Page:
Simulations enhance military training


Consider the typical tank used in combat. Tanks are a key component of modern ground warfare, but their use comes at a price. They are expensive to buy and expensive to operate. They guzzle fuel. Their tracks wear out. Tanks can be unreliable and difficult to repair. And tank training is destructive.

“If you use a tank for a week in the field, I think you know what the result is,” said a military training specialist from Saab, the Swedish aerospace and defense company. “A tank levels everything in its path.”

That’s where simulated training comes in. Simulated training, also known as modeling or M&S, allows militaries to train their personnel without mechanical and human wear and tear. It also keeps training costs down.

When people think of simulated training, they generally think of flight simulators, computer war games and sophisticated shooting galleries. But simulated training dates to 5,000 years ago, when military leaders used colored stones and grid systems on a board to map out strategies.

The advantages of simulated exercises are well-documented. Time is reduced. New equipment and tactics can be field-tested. Militaries can work together in joint operations, ironing out problems before taking to the field. The environment is preserved. Safety for all personnel is all but guaranteed. Costs are greatly reduced, and perhaps most important, training objectives can be accurately measured.

Military leaders now regard simulation as a necessity, although it does not replace hands-on training. One South African official estimated that 30 simulated military exercises can be funded for the same price as one traditional brigade exercise.

The South African Centre for Conflict Simulation conducts 25 to 35 simulations each year, with about half involving warfare and one-third for peacekeeping operations. About 10 percent are for disaster management, and the rest are for general training.

African countries are still relatively new to modern simulations, including up-to-date flight simulators. A 2015 simulator census published by Military Simulation & Training magazine showed that only two African countries had a significant number of fully equipped flight simulators: South Africa had 11, and Algeria had 10.

Modern flight simulators should not be mistaken for a computer running the latest version of Microsoft Flight. “Environment” flight simulators are huge devices, capable of training entire flight crews simultaneously. One such trainer at the Air Force base in Ysterplaat, South Africa, replicates the fuselage of an aircraft for training systems operators, navigators and other crew members. It can accommodate eight students at a time.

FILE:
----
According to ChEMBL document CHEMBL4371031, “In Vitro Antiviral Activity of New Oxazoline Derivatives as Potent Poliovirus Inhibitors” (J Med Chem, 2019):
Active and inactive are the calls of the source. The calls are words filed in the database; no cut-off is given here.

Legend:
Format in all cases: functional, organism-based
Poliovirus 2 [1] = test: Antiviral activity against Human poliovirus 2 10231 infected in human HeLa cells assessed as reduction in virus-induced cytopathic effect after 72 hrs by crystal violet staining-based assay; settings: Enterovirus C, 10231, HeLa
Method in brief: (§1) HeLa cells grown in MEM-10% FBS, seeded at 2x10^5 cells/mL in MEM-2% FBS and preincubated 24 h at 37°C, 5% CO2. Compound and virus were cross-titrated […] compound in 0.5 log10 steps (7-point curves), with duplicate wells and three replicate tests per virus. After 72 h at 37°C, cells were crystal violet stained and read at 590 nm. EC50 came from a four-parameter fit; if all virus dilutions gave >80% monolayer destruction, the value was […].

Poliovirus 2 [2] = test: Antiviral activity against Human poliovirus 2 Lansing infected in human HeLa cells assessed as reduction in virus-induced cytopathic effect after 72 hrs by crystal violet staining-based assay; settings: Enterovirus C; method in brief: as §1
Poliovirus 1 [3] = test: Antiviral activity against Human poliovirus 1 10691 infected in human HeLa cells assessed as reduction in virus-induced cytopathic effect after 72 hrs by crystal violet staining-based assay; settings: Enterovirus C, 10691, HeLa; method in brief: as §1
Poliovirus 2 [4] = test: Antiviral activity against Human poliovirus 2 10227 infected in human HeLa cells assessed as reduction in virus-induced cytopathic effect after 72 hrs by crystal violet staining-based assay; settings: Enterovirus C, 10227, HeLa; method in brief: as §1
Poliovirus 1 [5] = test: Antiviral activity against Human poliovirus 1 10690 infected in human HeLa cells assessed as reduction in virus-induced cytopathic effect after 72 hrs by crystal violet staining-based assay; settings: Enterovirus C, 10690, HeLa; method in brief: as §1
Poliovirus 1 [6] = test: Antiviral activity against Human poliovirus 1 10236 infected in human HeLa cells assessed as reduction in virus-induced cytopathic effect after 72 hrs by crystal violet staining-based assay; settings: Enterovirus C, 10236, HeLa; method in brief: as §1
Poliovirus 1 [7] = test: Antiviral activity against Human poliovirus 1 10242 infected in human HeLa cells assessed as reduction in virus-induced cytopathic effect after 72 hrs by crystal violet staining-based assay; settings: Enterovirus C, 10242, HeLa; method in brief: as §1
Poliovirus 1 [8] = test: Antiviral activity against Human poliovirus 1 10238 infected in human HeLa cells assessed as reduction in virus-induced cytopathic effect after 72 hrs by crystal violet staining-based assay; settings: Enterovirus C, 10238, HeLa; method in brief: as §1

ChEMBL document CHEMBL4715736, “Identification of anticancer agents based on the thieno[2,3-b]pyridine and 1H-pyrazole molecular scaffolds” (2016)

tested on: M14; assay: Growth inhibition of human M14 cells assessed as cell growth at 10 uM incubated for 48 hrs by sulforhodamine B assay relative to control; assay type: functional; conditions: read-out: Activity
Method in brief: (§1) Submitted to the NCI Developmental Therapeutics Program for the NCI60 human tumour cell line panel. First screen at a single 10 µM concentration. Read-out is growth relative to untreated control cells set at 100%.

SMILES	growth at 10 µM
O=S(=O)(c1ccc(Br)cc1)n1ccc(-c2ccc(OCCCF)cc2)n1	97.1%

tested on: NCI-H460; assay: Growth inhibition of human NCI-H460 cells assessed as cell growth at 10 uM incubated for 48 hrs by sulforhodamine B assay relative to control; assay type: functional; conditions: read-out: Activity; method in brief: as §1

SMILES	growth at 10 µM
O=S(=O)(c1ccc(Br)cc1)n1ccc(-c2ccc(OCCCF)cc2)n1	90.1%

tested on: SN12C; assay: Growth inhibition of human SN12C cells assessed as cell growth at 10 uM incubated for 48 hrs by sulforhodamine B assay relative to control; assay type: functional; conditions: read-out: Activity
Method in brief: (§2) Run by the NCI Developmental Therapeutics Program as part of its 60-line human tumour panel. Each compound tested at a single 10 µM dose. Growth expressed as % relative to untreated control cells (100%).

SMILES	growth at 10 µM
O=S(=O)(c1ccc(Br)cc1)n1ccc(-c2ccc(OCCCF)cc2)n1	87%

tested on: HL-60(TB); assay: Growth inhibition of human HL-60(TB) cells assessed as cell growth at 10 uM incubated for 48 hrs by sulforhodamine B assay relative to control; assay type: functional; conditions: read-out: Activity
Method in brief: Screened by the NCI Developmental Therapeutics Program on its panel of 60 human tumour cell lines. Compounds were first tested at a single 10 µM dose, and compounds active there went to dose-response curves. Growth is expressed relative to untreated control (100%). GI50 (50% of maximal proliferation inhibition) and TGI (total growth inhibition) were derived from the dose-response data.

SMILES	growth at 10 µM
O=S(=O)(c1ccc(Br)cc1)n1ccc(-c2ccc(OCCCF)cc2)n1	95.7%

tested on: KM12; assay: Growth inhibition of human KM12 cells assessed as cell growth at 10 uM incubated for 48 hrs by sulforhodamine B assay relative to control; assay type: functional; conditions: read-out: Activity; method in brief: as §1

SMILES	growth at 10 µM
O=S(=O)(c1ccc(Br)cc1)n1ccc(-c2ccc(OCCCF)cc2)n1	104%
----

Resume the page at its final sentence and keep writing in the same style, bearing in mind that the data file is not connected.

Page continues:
The simulator provides full training from briefing to post-mission debriefing. By using the simulator instead of actually flying, it has saved 60 percent of actual flying hours, resulting in huge cost savings.

Full environment simulators also are used for training crews for submarines, helicopters, strike craft, tanks and armored vehicles.


Live simulations consist of real people, real or dummy weapons and blank ammunition. A typical scenario will have Soldiers in the field wearing sensors on their shoulders or helmets so their exact locations can be monitored. This type of simulation provides a learning environment as close to reality as possible.

Live simulations have obvious advantages, including getting Soldiers in the field accustomed to wearing and traveling with their gear. It is an excellent way for Soldiers to provide feedback to their trainers. Soldiers trained with live simulations tend to retain their training longer than with other types of simulations.

Virtual simulations occur when real people are placed in simulated environments. Flight trainers, which date back to World War II, are perhaps the original virtual simulators. Virtual simulation can use off-the-shelf components that also have industrial and civilian uses.

Virtual simulation is accepted, and even welcomed, by young Soldiers who grew up playing video games. It is highly adaptable. Armies use virtual simulation for training individuals and teams. An entire crew can be trained at the same time, in one facility. As one trainer described it, “Some types of virtual simulation are basically people sitting around playing video games.” Virtual simulation provides the best possible scenario for instructors to give students instant feedback on their performances.

Constructive simulations, also known as tabletop simulations, are purely hypothetical, allowing countless “what if” scenarios. The aforementioned military leaders of 5,000 years ago were engaged in constructive simulation with their rocks and maps.

In constructive simulations, everything is simulated — people, equipment and terrain. Constructive simulations are used for pure war-gaming — using computer modeling to move imaginary Soldiers through various field scenarios, including combat.

Modern constructive simulations have become incredibly sophisticated, with computers fed such data as troop types and numbers, weather, locations of enemy troops, strength and types of armaments, and field conditions. Invasions, rescue operations and other field maneuvers are then “played” repeatedly to see which approaches give the best results.

Regardless of the type of simulation, designers divide such military training into three levels.